I recently came across a fascinating product aimed at dairy farmers. Check out the video below, which shows a cow enjoying the product, called the BlissBrush, which is designed to help dairy cows reduce stress, enjoy themselves, and stay clean. I was not only fascinated by the video itself, but also by the fact that it represents a well-reasoned response to consumer trends for farm products on the part of its marketer.
Today’s consumers and especially many young consumers have a desire to know more about the products they buy, including food products. Driven by an increased awareness of and empathy toward the care of production animals, products aimed at enhancing the quality of food and/or improving the quality of life on farm animals are becoming more common. This is evident in the increased prevalence of marketing of organic, non-GMO foods, cage-free eggs, free-range chicken, and the reduction of use of hormones in dairy production.
The BlissBrush is part of a significant trend among farmers toward the adoption of products and management practices that improve what’s known as “cow comfort”. Data indicates that comfortable cows are healthier, happier, and more productive. A recent study conducted at Cornell University suggests that the purchase of cow brushes by farmers pays off as well, finding that milk production increases by 3.5% in second lactation cows.
I asked Eric Schreiber, CEO of Harmony Marketing Partners, who is actively involved in the marketing of this product to farmers for his take on why he believes the BlissBrush, versions of which have already been popular in Europe, as to why he believes this product is starting to catch on with U.S. farmers. He states:
“Cows, like all animals, have a natural need and desire to scratch itches, to be massaged, cleaned, and groomed. Recent scientific studies indicate that cows are equally motivated to access a brush as they are to access food, indicating a high need for these benefits. Providing access to an automatic rotating cow brush like the BlissBrush, allows cows to relieve these needs, decrease stress, improve cleanliness, and have a more enriched environment. Farmers are always interested in improving the health, care and overall welfare of their animals, and to them, they see advantages in providing cow comfort, improving hygiene, and increasing production. Data shows cows with access to brushes produce more milk.”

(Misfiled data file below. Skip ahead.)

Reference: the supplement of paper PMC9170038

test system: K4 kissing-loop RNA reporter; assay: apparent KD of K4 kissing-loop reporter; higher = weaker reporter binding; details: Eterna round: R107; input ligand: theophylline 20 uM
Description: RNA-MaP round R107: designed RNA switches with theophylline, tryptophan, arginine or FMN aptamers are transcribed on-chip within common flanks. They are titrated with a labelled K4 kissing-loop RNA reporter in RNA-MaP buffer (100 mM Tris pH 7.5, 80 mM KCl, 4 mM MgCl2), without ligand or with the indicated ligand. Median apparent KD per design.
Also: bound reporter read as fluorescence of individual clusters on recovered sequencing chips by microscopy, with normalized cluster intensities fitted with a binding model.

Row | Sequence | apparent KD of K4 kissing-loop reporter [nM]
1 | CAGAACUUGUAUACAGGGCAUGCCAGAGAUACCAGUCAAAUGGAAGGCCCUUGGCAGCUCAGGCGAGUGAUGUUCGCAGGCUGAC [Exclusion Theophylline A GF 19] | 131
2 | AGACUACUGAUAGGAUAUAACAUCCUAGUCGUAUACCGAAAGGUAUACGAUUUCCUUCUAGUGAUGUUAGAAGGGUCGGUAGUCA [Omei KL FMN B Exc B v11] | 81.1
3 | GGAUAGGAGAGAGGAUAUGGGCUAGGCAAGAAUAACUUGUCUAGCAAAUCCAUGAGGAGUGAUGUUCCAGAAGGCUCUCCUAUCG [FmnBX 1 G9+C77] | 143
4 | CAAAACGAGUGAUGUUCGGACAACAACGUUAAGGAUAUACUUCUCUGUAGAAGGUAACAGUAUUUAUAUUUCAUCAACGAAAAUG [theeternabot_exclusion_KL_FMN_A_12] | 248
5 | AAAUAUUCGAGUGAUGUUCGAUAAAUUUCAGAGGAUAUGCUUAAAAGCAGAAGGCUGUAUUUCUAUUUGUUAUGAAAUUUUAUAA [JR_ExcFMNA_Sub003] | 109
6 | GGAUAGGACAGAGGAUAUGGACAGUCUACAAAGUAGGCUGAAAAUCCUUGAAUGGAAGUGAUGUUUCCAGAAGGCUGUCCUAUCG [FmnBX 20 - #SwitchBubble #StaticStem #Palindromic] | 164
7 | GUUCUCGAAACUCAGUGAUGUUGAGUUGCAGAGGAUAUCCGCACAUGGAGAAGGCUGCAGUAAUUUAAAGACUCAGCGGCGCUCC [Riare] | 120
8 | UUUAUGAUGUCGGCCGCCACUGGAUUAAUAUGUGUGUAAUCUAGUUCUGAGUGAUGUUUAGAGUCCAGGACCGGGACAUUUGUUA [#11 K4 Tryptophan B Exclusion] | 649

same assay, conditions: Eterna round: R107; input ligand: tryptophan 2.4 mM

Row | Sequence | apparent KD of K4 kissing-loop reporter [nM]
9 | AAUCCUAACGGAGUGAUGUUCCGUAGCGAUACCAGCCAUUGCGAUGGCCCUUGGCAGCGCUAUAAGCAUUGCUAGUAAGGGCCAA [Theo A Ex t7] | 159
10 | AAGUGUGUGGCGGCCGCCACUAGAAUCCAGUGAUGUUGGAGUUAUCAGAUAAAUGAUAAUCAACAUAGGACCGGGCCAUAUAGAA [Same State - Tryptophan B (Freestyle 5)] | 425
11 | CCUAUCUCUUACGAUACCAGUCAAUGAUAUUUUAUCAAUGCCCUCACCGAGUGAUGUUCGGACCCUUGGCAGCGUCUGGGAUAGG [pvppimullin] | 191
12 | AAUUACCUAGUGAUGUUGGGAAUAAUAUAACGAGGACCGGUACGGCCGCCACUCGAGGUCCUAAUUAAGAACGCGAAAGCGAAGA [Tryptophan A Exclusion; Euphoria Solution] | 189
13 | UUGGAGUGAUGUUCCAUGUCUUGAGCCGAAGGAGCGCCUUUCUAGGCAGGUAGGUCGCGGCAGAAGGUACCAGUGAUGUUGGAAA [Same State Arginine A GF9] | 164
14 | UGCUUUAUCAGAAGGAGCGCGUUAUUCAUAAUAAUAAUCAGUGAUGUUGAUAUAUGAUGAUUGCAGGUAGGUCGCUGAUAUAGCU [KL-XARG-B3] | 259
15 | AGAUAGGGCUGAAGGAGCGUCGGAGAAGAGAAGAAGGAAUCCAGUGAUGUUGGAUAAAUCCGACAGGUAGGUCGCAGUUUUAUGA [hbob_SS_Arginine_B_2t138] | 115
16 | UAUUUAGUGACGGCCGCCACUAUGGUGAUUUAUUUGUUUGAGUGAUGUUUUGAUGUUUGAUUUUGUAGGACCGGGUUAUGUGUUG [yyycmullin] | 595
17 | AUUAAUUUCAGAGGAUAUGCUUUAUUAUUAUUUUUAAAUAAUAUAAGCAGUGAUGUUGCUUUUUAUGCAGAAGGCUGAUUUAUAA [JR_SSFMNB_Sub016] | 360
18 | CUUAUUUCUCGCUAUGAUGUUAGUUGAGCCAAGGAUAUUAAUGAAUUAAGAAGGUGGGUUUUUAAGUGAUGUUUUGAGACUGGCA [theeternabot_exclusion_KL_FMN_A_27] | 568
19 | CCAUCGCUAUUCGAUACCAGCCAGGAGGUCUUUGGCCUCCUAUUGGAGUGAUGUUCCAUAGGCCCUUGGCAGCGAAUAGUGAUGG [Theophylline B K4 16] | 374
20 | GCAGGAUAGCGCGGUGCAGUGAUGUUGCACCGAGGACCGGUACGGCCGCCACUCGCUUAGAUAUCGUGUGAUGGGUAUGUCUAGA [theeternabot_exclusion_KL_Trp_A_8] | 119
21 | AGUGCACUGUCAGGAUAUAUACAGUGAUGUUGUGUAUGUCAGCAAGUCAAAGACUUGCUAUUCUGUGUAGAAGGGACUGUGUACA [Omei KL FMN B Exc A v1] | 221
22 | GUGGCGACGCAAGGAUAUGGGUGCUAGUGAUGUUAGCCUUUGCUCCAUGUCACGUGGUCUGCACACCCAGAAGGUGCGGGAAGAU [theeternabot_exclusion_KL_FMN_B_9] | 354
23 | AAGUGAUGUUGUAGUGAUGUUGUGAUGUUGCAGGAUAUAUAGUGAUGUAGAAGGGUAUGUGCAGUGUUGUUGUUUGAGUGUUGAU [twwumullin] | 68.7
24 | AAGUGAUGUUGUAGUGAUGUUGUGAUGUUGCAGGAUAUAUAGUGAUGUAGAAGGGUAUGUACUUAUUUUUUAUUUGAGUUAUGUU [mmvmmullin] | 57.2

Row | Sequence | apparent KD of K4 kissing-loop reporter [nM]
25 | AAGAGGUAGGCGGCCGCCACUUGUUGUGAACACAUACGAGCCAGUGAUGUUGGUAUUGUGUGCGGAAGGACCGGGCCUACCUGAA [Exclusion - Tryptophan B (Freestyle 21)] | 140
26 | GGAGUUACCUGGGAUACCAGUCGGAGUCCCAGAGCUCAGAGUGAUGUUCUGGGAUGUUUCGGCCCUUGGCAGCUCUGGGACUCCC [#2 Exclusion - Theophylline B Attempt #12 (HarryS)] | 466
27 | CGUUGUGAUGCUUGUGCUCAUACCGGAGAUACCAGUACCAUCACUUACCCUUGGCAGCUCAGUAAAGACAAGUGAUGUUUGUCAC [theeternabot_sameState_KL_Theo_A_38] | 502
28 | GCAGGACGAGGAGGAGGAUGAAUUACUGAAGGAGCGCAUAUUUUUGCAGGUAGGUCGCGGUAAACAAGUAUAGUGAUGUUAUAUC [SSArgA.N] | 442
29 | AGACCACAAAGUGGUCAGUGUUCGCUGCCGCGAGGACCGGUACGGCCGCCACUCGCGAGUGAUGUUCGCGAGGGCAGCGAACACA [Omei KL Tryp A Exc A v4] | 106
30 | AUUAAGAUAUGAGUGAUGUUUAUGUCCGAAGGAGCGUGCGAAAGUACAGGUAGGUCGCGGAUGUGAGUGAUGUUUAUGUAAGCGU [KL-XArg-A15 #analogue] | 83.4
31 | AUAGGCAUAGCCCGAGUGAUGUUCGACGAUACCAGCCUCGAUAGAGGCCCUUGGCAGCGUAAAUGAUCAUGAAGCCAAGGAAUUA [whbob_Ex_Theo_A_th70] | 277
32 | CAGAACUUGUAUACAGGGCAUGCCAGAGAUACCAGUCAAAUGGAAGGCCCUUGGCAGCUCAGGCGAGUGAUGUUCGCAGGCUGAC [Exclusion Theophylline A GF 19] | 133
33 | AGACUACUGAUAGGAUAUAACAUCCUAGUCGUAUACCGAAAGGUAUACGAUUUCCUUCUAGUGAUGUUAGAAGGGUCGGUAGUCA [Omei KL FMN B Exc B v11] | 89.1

Schreiber adds that farmers view the product as being economical in providing comfort to the cows while consumers like that the cows are provided with a better environment, leading to a situation in which, “…the cow, the farmer and the consumer all feel good.”
Brent Hershey, President of Hershey Agriculture, and owner of cowbrushes.com adds, “There is clearly a large unmet need for cow brushes in the US, and we saw a significant opportunity to bring a needed solution to dairy producers. Seeing the penetration in Europe, the trends in the US market and the lack of high-quality brush options convinced us this was the right thing to do.”
So are there obstacles to the BlissBrush and other cow brushes realizing large sales? According to Schrieber, in Europe, approximately 70-80% of dairy farms have cow brushes, while penetration in the U.S. is currently an estimated 20-30%, but growing. I asked Leslie Carlson, Nathan J. Gold Distinguished Professor of Marketing at the University of Nebraska-Lincoln, a noted expert on consumer behavior and green marketing for his take on the potential for cow brushes in the U.S. Carlson emphasizes that literature on the consumption of environmentally friendly products appeal to some consumers, but not all. He states:
“This form of consumption has parallels to “green” product consumption. That is, cows who have access to products such as these brushes seem to be “happier” which may result in higher production of dairy products. Similar to environmental product consumption, such considerations may prove to be quite attractive to some consumers as long as the price differential isn’t too great. However, there’s also literature which suggests that there are also consumers who don’t care about the environmental aspects of products.”
Carlson expresses that he’s not convinced that the appeal of cow brushes cuts across all consumers of any single age group and cautions against any strategy that leads to increased milk prices as a result. Still, he acknowledges that there is a segment who will find it appealing.
My own take on this is that it is a nice marketing story in that the product leads to more comfortable cows and does address the concerns of at least a significant segment of consumers while also pleasing farmers.
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